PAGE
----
3. Lectures on the History of Ancient Philosophy. By the Rev.. W. A. BUTLER, Professor of Moral Philosophy in the University of Dublin. Edited by W. H. THOMPSON, Regius Professor of Greek in the University of Cambridge. 2 vols. 8vo. Cambridge: 1856.

We know not when we have been more struck with the pro

verbial barrenness of incident characteristic of the lives of literary and philosophic men, than in perusing the memoir of William Archer Butler, prefixed to these volumes. Here is a man of glowing genius, of diversified accomplishments, who, though he died comparatively young, adorned, for ten

years, the Moral Philosophy chair in the University of Dublin, prelected there with great and deserved applause to throngs of admiring pupils, achieved a first-rate reputation as a preacher, distinguished himself as a controversialist, was renowned, it is said, for his wit and humour' and racy powers of conversation, was the delight of a large circle of friends and acquaintance, and, lastly, whose remains fill these five brilliant volumes; and yet his Memoir' extends to but thirty-six pages, and the greater part of these is composed of specimens from his early poetry, fragments of juvenile orations, and tributes of admiration or remarks on his character from private friends and public critics! Yet this Memoir,' meagre as are its facts, evinces no want of skill in the writer, and certainly anything rather than lack of interest in his subject; on the contrary, its very faults are the venial ones of excessive admiration, of too fervid eulogy;-those hyperboles of a love intensified and hallowed by the grave*, which it requires more austere critics than we profess to be, to visit with morose censure. This dearth of incident in the Memoir' is owing to lack of incident in the Life it records; and if so, that life is soon told. It may be compressed, without any extraordinary condensation, into little more than a couple of these pages. We may as well, therefore, give this biography entire, it will but little exceed the dimensions of some prolix epitaphs.


William Archer Butler was born at Annerville, near Clonmel; his father was a Protestant, his mother a Roman Catholic; in what year born, is not known, but probably in 1814; if so, he died at four and thirty. He was, by his mother's wish, educated in the Romish faith. While yet a child, however, he seems to have had misgivings, whether Romanism and Truth, Protestantism and Error necessarily meant the same; misgivings (it is said) strengthened by the want of sympathy his confessor manifested with his strong and early developed religious sensi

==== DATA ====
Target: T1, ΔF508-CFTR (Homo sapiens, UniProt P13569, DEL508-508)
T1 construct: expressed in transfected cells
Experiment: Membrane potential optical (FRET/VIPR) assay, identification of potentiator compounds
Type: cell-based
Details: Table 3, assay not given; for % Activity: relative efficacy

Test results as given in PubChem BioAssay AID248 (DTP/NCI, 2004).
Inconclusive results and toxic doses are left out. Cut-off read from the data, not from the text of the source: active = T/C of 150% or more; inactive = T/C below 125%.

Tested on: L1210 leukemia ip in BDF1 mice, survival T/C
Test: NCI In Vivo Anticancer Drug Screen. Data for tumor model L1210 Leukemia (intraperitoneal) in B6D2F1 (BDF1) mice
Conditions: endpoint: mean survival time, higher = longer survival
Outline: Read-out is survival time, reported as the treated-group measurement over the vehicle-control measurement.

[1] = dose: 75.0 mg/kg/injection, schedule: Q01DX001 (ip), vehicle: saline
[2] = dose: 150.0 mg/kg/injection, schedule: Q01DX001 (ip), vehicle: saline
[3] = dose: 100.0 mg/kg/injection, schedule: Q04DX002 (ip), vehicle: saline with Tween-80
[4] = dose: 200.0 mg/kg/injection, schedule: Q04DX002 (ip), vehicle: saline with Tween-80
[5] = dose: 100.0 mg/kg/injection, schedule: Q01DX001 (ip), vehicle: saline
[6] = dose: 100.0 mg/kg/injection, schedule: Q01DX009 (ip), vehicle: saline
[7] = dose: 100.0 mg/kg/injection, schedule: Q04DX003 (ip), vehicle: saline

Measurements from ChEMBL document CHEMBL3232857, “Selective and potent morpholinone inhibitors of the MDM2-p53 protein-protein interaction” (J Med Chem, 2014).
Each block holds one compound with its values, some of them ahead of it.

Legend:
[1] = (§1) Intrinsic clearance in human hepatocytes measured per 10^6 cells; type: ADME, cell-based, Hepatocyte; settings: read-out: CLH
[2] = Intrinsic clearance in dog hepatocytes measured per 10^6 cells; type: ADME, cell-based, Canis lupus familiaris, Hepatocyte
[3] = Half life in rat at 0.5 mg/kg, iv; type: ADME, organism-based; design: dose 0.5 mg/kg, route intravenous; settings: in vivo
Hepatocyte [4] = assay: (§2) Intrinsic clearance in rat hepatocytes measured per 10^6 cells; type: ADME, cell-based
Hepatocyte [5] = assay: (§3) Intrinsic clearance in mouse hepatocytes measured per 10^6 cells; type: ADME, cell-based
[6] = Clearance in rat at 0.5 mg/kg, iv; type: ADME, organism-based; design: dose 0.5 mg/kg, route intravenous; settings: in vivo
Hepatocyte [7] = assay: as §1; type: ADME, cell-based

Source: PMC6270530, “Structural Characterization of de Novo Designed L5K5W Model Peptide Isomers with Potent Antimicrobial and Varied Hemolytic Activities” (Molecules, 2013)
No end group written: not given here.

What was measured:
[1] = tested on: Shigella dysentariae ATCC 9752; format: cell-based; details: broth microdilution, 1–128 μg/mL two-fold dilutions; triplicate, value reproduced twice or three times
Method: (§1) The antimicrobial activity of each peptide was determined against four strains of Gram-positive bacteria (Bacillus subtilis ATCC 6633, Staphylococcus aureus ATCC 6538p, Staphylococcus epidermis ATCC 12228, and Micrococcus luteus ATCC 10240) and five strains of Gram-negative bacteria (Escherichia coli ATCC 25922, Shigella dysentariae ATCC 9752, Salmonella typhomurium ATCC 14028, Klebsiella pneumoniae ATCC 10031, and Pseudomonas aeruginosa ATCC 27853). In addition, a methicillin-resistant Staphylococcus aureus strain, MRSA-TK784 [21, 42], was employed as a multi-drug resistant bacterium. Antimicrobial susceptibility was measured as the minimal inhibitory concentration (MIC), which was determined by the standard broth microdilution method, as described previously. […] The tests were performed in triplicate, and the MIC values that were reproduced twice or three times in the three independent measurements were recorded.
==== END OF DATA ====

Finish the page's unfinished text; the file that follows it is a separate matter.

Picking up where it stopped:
Part of his childhood was spent at Garnavilla, a village on the banks of the Suir, near Cahir; and that beautiful scenery

* We allude to such expressions as the following: 'He almost 'lisped in rhyme, and some of his boyish compositions would do honour " " While still a 'to the maturest efforts of the British Muse. 'schoolboy, he had penetrated deep into the profundities of meta'physics, his most loved pursuit, and was accomplished in the whole 'circle of the belles lettres. His taste for oratory was fostered by the 'annual exhibitions for which Dr. Bell's Seminary was so famous; 'some of his youthful efforts are still remembered as masterpieces of 'public speaking.' (Memoir, pp. 3. 5.)



made an impression on his susceptible imagination never to be obliterated. There he learned to love Nature, and that love, as usual with such temperaments, broke into spontaneous song. At nine years of age he was sent to the endowed school at Clonmel. Here he distinguished himself, less by an emulous. prosecution of the ordinary routine of study, than by the general indications of an intellect at once powerful and versatile: his reading accordingly was unusually wide and various for his years. In leisure moments he addicted himself with equal ardour to the twin arts of poetry and music, and in the latter is said to have become ' exquisitely skilled.'

How long he continued at Clonmel is not stated; nor in what year he entered on college life. But it seems, that about two years before that time, he renounced Romanism, and became an ardent Protestant. Unlike so many other proselytes from a traditional faith, he never afterwards wavered, nor exhibited any phases either of fanaticism or scepticism. He at once embraced, with intimate conviction and passionate love, those cardinal principles which are the glory of Protestantism only because they are the glory of the Gospel. The polestar of his theology was the same as Luther's, and thither his faith ever pointed true.